Maintain Your Water Heater Tips
Many people purchase a conventional tank water heater and simply forget about it until it stops working and it’s time to replace it. However, with a few simple water heater maintenance steps you can increase the lifespan of the unit while also making it work more efficiently. Here are three maintenance steps to take:
Flush the water heater tank once a year
Almost all water heater manufacturers will recommend flushing the water heater tank annually. But draining alone does not flush the water heater!
Check the manufacturer’s instructions for the correct procedure for draining your model of water heater. For example this is from a Bradford White model water heater’s instructions:
INSTRUCTIONS TO FLUSH THE WATER HEATER
- On a gas water heater, turn the gas valve to the off position. On an electric water heater, turn the electric off to the heater.
- Shut the cold water off to the water heater.
- Open a hot water faucet.
- Connect a hose to the drain valve on the heater and run to a drain.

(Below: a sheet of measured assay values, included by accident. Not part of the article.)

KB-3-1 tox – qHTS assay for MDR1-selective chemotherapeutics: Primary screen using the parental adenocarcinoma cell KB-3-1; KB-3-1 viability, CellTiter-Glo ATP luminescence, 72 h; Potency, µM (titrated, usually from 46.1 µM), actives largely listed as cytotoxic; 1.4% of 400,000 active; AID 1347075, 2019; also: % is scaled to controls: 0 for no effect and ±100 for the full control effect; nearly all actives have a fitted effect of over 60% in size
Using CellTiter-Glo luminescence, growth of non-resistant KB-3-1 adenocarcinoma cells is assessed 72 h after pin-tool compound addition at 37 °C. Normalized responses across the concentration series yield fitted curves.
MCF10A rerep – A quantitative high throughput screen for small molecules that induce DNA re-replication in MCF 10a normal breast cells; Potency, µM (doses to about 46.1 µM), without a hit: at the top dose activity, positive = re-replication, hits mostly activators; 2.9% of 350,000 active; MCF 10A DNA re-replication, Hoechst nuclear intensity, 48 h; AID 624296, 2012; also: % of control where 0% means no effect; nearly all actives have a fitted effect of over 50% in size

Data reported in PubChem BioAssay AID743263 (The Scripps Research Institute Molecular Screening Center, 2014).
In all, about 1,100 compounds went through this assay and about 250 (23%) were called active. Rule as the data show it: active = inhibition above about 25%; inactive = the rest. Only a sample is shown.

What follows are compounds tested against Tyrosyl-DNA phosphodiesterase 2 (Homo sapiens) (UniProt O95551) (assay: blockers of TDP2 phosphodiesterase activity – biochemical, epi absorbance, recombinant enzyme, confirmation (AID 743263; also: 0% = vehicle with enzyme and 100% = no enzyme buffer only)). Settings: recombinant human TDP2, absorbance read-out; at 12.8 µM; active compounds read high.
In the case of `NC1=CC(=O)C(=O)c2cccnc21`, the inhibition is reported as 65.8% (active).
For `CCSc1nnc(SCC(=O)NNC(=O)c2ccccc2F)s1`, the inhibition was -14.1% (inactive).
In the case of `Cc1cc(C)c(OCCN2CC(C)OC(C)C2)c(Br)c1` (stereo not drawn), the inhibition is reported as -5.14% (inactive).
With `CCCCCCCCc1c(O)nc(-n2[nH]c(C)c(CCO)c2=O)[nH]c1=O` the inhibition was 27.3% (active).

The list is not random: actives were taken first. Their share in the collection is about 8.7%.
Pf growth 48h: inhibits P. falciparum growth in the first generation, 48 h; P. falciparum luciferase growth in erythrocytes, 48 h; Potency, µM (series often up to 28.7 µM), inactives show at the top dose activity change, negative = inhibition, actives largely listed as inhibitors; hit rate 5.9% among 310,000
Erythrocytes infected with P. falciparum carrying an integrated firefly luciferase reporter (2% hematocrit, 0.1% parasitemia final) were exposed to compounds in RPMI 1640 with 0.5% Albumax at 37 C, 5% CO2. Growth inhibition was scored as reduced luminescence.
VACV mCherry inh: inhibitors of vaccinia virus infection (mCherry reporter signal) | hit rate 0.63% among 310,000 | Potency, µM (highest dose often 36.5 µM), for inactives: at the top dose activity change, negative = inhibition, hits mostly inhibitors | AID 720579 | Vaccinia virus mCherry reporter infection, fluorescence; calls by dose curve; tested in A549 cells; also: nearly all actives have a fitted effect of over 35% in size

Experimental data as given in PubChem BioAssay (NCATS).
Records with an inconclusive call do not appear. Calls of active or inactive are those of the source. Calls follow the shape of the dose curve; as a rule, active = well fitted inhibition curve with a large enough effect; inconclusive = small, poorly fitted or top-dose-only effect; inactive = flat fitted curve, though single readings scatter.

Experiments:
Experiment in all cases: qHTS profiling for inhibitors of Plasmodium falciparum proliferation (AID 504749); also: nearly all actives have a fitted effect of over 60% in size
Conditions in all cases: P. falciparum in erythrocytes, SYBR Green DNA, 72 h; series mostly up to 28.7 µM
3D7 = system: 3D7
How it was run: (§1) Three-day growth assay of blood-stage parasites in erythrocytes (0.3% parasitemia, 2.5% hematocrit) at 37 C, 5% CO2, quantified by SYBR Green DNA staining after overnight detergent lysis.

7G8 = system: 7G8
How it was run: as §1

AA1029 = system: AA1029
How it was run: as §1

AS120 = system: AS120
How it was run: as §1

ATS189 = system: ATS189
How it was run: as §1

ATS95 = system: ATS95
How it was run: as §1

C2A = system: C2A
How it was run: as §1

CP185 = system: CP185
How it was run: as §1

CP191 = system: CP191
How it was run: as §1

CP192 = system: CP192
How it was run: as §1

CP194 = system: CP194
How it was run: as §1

- Open the drain valve and allow the tank to completely drain.
- Turn back on the cold water into the water heater.
- Allow the water to run through the water heater and out of the drain valve. Do this for approximately five (5) or ten (10) minutes.
- Close the drain valve and allow the tank to refill, keeping the hot water faucet open. When water comes out of the faucet, the tank is full.
- Check the anode rod and replace it if it’s badly corroded
The anode rod hangs in the tank to help prevent its inside from rusting out. It should be checked annually when the tank is drained. Replacing a badly corroded rod is far cheaper than replacing the water heater. Without a good anode rod, hot water will rapidly corrode the inside of the tank, shortening its life.
Insulate the water heater tank
This is a step you only have to do once. Wrapping your water heater in a blanket of insulation can improve it’s efficiency up to 40 percent.
Canadians are big users of hot water
Canadians use an average of 75L of hot water each at home every day—for washing dishes and clothing, cleaning and personal hygiene. For the average family, that adds up!
Water heaters account for 17 percent of the energy consumed in the average Canadian home. That share can vary from 15 to 25 percent depending on the house type, number of inhabitants and their lifestyle habits.